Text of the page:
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Building Communities As We Build Affordable Housing

Written by Claire Altman, Executive Vice President, Capalino+Company

At Bisnow’s October symposium on Affordable Housing Development, Capalino+Company Executive Vice President Claire Altman urged developers, not-for-profit leaders, and government representatives to focus on affordable housing as only one part of a larger community building effort.

Altman noted some good news: New York City and State have committed billions of dollars to support the construction and preservation of affordable housing. However, Altman also pointed out that “unfortunately, against the backdrop of increases in chronic diseases, opioid addiction, maternal mortality, homelessness, and crime rates, more affordable housing units are not the complete solution. We have to be looking at not just putting a roof over people’s heads, but a floor under their feet.”

In a similar vein, NYC’s Department of Housing Preservation and Development Deputy Commissioner Molly Park emphasized the importance of “coalition building” to get affordable housing built.  Leading developers such as Gotham, Jonathan Rose, L&M, and Tahl Propp Equities all shared the view that land, construction, and labor costs make “going it alone” to develop affordable housing virtually impossible. Instead, developers, community groups, lawyers and architects agreed that the most viable way to develop affordable housing in NYC today is through joint ventures between for-profit and not-for-profit organizations. Not-for-profits, often faith-based organizations, may contribute land and development rights to the deal. And not-for-profits often have strong community relationships that help gain necessary governmental approvals for projects.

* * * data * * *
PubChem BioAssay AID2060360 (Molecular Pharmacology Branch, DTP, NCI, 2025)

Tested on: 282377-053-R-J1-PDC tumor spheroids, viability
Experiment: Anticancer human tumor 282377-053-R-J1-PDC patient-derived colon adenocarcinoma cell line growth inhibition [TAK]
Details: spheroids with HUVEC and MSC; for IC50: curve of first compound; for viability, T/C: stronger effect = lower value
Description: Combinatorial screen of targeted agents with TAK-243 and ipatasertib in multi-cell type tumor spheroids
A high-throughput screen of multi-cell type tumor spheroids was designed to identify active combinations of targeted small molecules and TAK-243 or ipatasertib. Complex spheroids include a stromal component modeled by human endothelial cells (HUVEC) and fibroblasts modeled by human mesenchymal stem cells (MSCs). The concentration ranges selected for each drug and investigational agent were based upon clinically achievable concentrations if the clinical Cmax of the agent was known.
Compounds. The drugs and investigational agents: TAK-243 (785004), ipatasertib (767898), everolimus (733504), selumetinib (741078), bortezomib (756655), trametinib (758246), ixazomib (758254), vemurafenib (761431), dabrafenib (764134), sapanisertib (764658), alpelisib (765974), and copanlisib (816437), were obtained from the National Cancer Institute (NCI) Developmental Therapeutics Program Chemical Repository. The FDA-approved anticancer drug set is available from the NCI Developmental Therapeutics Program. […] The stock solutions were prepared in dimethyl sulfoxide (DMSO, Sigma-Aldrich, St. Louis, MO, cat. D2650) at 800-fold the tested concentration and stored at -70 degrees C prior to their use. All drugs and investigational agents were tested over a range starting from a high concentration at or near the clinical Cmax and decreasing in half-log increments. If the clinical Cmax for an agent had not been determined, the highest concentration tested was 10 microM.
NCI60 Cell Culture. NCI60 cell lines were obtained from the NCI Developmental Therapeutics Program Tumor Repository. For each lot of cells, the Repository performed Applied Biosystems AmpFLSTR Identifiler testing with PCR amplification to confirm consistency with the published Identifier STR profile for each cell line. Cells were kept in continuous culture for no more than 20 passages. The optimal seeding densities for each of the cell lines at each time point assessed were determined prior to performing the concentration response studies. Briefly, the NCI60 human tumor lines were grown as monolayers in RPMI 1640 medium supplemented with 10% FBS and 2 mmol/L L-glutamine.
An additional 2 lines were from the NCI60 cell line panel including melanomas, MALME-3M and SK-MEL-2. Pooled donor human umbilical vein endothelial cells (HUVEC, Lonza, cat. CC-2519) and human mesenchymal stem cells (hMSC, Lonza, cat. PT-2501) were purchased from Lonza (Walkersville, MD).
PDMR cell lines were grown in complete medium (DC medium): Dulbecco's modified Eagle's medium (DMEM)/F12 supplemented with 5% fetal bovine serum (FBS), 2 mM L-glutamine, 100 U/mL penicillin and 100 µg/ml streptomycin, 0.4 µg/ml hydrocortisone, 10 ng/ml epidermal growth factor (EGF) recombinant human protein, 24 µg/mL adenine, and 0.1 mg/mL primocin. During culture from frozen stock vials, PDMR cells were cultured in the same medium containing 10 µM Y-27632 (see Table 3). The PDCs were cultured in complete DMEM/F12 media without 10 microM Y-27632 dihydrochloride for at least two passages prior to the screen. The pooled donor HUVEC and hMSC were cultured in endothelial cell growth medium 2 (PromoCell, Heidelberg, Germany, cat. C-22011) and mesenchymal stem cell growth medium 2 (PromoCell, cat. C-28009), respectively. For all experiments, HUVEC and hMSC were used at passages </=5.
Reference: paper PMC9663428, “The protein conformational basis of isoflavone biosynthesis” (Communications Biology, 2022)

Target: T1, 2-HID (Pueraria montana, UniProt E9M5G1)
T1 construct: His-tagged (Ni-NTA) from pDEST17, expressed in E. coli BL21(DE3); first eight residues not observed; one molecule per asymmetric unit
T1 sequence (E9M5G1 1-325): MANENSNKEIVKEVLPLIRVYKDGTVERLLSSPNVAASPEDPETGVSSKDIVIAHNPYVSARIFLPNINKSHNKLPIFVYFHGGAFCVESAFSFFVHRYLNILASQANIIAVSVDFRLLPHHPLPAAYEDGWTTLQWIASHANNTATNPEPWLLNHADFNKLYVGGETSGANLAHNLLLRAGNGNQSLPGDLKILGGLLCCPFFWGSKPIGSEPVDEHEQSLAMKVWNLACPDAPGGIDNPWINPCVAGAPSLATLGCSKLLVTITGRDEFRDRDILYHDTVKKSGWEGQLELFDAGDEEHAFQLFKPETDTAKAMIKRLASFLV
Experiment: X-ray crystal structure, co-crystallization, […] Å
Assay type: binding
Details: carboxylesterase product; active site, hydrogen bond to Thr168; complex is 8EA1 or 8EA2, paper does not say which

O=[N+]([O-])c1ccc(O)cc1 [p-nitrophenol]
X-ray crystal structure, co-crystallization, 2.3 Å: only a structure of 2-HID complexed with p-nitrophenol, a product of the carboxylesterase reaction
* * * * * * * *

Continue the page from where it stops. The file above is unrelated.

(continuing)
The importance of community is being recognized on many fronts. “It could be that the neighborhood, not the individual, is the essential unit of social change,” said New York Times columnist David Brooks in an recent op-ed. Stanford economist Raj Chetty has led extensive research that shows that children who grow up in a neighborhood with a strong sense of community can have drastically different life outcomes than people who grow up in demographically similar neighborhoods but ones without a real sense of community. Brooks concludes that “human behavior is contagious, networked ways. Suicide, obesity, and decreasing social mobility spread as contagions.”

Brooks explains what neighborhood connectivity means when he calls for “a radical realignment in how you see power structures. Does the neighborhood control its own networks of care or are there service providers coming down from above?

Certainly, the next challenge is to build community infrastructure to support affordable housing that connects people to each other and the services they need. In the long run, these connections will provide a sustainable and lasting safety net.

To learn more about how Capalino+Company can help you with your affordable housing and development goals, contact Claire Altman at 212.616.5839 or claire@capalino.com.

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